The serendipitous arrival of an australian shepherd
Some things arrive in life before you’ve made the decision you want them. In the summer of 2005, I became the lucky recipient of an eight week old Australian Shepherd. While working at a boarding business, a customer dropped off the puppy and urgently asked that we find him a new home, as her new residence would not allow dogs. A few weeks passed but nobody wanted to pay her price for him. During this time, I cared for him on a regular basis and eventually allowed him to follow me around as I took care of the business. After nearly four weeks, the woman had to move and ask that the dog be given to anyone who could pay for the boarding fees. I took him home that day.
His name was Trooper and it was so fitting that I kept it. He is purebred and was reportedly a miniature. However, since he weighs about 43 lbs, he seems to have fallen between a miniature and standard. He is a tricolor and has some blue merle spots on his face. He was potty trained in less than a jiffy and got along with every animal in the house, which included 2 cats, a lizard and a parrot who liked to walk on the carpet and act like a dog. However, due to lack of understanding of the needs of the breed, he was treated a lot like the previous house dog (a 20 year old cocker spaniel) had been – nearly no walks, few outdoor activities, little training, but lots of love. Additionally, his excitable nature and the absence of a fence meant his outdoor time was spent largely on a lead connected to a stake in the ground. Not the most desirable setup…
By the time Trooper was two, he was constantly trying to escape into the great outdoors, after which he would refuse to return to the house; playing ‘chase me’ long after it was amusing. He also had a plethora of other bad habits, including biting at his feet or belly until they were red or bleeding. Around that time, I decided that obedience training was long overdue and signed us up for a basic obedience class. Shocking given his track record, but not too surprising given his breed, Trooper was awesome at learning tricks and obedience. He quickly became so fast at learning things that we would have nothing to practice during our week between class meetings. We progressed to the intermediate class and agility. His behavior at home greatly improved with the training and he seemed to be becoming a one-person dog – mine. His attentiveness to my needs and commands was incredible; he tirelessly followed me everywhere in the house: bedroom, bathroom, bedroom, kitchen, bedroom, laundry room, garage, laundry room, bedroom, etc, explaining why this breed is sometimes called a “Velcro dog”. His eyes seemed to beg for requests, as if he could not wait for my next trick demand. He was becoming a great pet.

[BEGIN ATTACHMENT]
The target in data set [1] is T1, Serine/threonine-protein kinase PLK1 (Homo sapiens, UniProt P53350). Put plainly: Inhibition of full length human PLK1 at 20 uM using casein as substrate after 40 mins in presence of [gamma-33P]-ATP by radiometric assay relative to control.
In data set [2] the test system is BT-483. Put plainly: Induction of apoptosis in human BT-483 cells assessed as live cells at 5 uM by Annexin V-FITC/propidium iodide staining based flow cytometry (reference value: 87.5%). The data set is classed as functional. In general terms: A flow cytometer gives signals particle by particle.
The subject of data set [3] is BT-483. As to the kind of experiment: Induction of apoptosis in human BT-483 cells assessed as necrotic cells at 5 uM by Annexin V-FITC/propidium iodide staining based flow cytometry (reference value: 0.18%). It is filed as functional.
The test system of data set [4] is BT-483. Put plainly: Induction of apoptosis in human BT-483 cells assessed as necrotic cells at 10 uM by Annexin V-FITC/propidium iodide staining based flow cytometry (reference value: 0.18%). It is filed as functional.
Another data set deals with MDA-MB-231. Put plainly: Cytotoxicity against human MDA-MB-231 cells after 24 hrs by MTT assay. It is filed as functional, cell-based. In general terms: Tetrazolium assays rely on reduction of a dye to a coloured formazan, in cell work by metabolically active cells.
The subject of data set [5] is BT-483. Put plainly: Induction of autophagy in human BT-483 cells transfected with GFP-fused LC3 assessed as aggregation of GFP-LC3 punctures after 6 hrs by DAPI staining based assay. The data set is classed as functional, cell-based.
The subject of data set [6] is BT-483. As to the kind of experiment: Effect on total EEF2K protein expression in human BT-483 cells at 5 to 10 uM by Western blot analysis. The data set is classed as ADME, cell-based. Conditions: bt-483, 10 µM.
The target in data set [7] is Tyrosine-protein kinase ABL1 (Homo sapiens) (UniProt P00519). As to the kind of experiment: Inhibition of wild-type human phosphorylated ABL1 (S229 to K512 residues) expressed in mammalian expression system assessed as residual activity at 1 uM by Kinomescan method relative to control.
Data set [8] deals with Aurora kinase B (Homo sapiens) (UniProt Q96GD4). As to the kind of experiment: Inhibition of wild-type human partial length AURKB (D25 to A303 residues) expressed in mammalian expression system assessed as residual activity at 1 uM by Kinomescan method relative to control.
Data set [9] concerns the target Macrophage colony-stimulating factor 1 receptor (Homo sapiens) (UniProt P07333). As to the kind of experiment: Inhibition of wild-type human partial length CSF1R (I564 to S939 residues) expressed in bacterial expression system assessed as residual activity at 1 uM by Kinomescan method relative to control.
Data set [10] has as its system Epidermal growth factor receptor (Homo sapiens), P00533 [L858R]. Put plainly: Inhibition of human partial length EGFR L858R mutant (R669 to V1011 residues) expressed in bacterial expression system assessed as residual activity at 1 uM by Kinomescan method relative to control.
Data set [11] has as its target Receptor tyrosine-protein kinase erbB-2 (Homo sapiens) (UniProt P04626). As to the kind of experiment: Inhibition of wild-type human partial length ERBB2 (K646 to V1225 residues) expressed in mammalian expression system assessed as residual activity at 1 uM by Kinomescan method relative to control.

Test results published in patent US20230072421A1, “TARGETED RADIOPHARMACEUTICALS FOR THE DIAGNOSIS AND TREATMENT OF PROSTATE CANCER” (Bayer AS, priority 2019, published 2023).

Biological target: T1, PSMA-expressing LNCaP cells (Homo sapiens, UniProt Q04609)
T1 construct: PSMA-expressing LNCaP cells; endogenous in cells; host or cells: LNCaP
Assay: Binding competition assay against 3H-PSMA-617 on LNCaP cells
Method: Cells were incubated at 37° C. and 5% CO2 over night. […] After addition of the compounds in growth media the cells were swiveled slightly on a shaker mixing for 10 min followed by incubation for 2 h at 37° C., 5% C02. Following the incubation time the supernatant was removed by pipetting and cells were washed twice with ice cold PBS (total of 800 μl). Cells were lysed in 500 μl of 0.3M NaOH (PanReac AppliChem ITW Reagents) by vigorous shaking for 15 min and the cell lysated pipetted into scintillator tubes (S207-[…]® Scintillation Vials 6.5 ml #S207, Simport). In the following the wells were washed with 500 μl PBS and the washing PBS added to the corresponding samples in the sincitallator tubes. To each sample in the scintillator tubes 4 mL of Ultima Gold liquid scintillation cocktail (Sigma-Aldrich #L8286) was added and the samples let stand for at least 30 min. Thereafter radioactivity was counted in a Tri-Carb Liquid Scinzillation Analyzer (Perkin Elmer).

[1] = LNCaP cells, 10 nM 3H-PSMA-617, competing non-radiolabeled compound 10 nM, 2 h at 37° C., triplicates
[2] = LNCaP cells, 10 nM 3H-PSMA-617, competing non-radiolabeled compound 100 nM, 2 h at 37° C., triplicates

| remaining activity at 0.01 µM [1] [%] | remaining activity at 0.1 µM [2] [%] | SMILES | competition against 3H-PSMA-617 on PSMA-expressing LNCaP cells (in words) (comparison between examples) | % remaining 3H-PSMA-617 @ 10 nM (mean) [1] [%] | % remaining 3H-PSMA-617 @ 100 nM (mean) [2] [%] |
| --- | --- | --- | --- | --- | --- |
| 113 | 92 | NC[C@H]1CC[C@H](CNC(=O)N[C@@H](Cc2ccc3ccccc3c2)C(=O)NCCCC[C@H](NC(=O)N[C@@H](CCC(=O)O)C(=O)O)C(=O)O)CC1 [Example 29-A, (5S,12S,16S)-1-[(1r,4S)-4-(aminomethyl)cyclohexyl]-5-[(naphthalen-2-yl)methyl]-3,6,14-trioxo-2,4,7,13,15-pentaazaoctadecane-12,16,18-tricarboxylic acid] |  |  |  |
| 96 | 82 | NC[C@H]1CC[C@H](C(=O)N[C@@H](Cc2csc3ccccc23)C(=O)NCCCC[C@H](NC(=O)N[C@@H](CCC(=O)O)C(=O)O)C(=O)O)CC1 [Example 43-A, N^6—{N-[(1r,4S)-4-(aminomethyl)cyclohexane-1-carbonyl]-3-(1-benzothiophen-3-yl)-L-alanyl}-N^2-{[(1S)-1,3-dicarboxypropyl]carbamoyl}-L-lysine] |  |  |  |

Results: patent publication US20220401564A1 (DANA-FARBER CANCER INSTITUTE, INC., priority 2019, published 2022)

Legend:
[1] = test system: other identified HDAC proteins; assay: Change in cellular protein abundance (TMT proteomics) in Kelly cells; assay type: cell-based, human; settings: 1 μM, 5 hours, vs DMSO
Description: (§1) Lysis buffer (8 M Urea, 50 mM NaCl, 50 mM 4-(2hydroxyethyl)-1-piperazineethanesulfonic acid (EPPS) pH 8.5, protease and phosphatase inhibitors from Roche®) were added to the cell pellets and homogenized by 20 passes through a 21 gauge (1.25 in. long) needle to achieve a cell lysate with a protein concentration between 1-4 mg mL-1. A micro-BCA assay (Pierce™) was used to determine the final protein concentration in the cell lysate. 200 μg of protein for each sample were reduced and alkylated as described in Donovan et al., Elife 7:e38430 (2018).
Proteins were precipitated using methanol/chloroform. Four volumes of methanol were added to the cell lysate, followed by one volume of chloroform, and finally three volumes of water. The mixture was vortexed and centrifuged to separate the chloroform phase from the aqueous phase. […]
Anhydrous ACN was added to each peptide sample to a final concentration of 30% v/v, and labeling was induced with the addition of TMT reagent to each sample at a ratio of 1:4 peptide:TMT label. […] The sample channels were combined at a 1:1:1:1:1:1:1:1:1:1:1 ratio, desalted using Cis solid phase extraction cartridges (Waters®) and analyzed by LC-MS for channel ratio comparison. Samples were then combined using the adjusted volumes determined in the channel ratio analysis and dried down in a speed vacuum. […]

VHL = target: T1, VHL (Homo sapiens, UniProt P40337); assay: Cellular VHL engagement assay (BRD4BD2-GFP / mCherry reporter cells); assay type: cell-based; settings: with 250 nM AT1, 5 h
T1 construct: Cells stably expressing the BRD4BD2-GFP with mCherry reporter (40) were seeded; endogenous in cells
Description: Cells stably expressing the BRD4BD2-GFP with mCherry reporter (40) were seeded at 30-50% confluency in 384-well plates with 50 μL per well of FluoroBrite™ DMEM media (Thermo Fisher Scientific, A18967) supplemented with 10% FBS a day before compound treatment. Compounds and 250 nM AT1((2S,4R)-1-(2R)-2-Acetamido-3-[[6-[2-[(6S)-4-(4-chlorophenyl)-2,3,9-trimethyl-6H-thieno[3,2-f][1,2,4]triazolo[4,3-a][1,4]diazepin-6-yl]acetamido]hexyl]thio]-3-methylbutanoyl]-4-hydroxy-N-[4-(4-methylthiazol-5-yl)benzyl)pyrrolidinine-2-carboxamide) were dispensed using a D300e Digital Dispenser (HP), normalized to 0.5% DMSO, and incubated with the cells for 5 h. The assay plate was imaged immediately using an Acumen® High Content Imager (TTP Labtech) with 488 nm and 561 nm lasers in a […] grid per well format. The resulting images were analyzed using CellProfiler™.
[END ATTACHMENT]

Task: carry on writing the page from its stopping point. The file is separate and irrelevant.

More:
Trooper has become an excellent dog
Fast forward nearly five years: Trooper is amazing and the most lovely dog I have ever had as a pet. He never runs away, does not bite his feet (as much), still learns tricks in a lickety-split and loves children. He is polite and handsome and almost always shows the most perfect manners. Our training has become more interesting and intense (which he still adores) and is what inspired me to start this blog. On a regular basis, Trooper’s behavior has me in stitches and his intelligence makes me glow with pride. For all those Aussie owners out there who enjoy a similar relationship with their pet, I hope you enjoy these accounts of Aussie antics and Trooper training.